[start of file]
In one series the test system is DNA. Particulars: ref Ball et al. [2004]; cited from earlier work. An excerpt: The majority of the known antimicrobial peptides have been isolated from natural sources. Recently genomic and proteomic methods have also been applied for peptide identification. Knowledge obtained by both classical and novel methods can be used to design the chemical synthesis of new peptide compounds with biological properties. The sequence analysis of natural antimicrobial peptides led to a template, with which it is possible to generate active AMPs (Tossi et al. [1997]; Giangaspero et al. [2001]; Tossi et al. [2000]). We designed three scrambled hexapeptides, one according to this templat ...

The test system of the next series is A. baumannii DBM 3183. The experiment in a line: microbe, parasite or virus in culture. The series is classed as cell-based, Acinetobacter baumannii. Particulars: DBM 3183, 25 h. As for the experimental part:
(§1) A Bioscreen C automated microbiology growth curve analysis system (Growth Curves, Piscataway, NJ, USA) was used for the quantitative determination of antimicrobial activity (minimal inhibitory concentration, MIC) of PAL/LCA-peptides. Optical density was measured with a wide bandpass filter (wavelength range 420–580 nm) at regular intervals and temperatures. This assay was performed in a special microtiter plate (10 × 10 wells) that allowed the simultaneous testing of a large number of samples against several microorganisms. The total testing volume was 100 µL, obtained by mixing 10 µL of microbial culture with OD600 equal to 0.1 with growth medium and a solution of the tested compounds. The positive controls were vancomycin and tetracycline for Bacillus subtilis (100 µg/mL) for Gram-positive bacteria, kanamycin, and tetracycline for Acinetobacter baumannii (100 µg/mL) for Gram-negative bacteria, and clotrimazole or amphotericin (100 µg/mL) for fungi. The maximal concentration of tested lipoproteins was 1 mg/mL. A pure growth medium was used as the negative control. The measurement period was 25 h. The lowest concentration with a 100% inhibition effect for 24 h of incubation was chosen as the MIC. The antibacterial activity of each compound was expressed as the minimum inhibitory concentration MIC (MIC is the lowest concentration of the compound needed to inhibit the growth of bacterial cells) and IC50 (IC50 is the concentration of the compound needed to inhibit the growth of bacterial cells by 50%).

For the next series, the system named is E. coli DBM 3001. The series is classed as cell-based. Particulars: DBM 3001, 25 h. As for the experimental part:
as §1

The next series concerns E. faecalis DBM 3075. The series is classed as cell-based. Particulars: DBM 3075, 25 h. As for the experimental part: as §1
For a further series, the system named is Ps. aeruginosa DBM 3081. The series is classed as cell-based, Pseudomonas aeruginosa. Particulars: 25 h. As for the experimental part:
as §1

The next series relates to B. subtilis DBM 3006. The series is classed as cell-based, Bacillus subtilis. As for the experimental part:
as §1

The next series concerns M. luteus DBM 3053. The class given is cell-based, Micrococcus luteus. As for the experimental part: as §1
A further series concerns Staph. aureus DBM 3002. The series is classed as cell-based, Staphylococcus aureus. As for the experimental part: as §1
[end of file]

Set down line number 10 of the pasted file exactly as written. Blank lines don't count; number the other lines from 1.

as §1